Eliza Fraser sings : for soprano, flute and piano
by Peter Sculthorpe (1978)
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There are a number of versions of the story of Eliza Fraser. The
following is the one that Barbara Blackman chose to use in this
In 1836 the merchant ship Stirling Castle, under Captain Fraser, was wrecked off the coast of what is now Queensland. Unable to put to shore, the survivors took to the long-boat and sailed southward. The boat leaked, and supplies of food and water were soon exhausted. The captain's wife, Mrs Fraser, gave birth to a baby, but it was drowned in the boat-water. After putting ashore on a coastal island, later known as Fraser Island, the captain and his crew were killed by aborigines. Mrs Fraser was taken prisoner, stripped of her clothes, beaten and made to work in what was to her a degrading manner.
The aborigines, the Kabi people, believed white men and women to be returned spirits of the dead, having observed how black flesh pales when burning. They called together a corroboree, in order to bring about the ritual mating of their She-Ghost, Mrs Fraser, with a He-Ghost, an escaped convict living with a neighbouring tribe.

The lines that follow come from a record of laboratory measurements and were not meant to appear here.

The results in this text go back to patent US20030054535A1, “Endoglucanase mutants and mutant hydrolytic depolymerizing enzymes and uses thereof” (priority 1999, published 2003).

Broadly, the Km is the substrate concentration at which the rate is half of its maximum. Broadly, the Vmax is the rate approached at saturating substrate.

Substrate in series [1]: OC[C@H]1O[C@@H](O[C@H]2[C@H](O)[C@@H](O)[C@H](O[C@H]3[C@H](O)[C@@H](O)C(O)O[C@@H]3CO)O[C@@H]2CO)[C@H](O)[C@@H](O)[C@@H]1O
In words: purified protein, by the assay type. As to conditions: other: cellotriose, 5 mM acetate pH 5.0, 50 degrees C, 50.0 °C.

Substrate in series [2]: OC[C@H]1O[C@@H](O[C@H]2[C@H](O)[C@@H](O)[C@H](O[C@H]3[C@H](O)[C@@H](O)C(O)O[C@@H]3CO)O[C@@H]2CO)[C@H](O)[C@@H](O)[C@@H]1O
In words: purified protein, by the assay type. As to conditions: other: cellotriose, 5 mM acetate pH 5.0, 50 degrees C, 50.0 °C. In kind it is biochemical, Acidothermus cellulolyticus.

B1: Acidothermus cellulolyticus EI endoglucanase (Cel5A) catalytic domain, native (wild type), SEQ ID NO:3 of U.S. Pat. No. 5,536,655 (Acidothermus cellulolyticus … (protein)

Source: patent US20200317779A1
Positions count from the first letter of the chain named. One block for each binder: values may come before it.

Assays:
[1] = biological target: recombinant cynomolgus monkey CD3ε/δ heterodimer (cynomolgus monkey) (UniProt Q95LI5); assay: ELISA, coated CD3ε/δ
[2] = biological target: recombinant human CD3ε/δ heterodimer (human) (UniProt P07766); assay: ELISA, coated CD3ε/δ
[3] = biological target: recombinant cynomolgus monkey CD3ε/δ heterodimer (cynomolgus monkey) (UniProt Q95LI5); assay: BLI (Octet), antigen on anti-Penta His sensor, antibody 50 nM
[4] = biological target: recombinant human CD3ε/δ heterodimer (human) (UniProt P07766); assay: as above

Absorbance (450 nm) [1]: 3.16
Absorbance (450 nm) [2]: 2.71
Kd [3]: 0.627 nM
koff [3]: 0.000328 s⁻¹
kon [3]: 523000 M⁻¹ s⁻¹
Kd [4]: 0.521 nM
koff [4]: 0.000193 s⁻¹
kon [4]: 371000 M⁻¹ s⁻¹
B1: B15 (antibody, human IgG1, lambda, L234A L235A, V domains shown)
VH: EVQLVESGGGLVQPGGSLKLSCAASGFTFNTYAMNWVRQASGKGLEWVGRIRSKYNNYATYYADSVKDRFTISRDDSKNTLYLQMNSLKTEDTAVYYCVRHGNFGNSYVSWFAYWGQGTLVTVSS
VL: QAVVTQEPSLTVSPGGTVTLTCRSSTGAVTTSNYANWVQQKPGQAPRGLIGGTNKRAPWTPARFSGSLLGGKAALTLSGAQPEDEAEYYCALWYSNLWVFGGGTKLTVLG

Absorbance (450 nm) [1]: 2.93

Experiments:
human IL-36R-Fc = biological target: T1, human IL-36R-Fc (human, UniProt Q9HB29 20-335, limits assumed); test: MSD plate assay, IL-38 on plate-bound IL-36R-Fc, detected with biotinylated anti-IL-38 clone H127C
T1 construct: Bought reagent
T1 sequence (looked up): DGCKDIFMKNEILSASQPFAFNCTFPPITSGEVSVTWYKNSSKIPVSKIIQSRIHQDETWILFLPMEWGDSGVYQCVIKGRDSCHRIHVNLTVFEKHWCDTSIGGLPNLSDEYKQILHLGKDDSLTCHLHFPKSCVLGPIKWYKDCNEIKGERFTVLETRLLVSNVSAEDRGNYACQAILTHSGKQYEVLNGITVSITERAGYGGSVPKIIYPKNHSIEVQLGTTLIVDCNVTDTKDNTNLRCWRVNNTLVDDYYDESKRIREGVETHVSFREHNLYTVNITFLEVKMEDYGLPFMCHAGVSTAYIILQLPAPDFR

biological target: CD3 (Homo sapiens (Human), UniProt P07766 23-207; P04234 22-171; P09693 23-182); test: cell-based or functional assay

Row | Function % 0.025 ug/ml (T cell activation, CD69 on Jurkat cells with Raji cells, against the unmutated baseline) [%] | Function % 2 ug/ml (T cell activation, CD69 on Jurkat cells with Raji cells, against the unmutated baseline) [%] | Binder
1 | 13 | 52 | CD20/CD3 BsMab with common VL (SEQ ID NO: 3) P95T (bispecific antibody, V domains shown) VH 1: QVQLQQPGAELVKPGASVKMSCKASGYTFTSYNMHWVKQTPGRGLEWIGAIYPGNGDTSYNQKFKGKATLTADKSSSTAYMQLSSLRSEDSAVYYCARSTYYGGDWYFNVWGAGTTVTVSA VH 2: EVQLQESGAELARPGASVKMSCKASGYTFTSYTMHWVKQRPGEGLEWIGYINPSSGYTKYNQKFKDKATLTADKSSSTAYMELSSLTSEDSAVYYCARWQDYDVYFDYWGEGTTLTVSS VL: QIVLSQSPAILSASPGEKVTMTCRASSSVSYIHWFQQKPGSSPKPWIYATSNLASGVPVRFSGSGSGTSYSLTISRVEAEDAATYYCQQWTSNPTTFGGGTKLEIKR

The corroboree caused Mrs Fraser to take refuge in a dream that the convict would return as a lover and lead her away into a paradisal existence. Immured in this fantasy, she was then able to endure her miseries. Unexpectedly, she was rescued and taken back to what she regarded as civilization.
Her dream shattered and her sanity shaken, Mrs Fraser later set herself up in a showground booth in Hyde Park, London. There she displayed her scars and told her stories to all and sundry for the price of sixpence apiece.
In six parts, Prelude, Shipwreck, Capture, Corroboree, Interlude, Escape, the work is concerned with Mrs Fraser soliciting customers outside her booth, her mind wandering between the then-present and the romantically-remembered past.
Instrumentation: Soprano, flute (doubling piccolo, alto flute), piano.
Duration: 18 min.
Dedication note: Dedicated to Barbara Blackman
Commission note: Commissioned by Lyric Arts Theatre.
Main source for information contained in the text is Michael Alexander: Mrs Fraser on the Fatal Shore, London, 1971.
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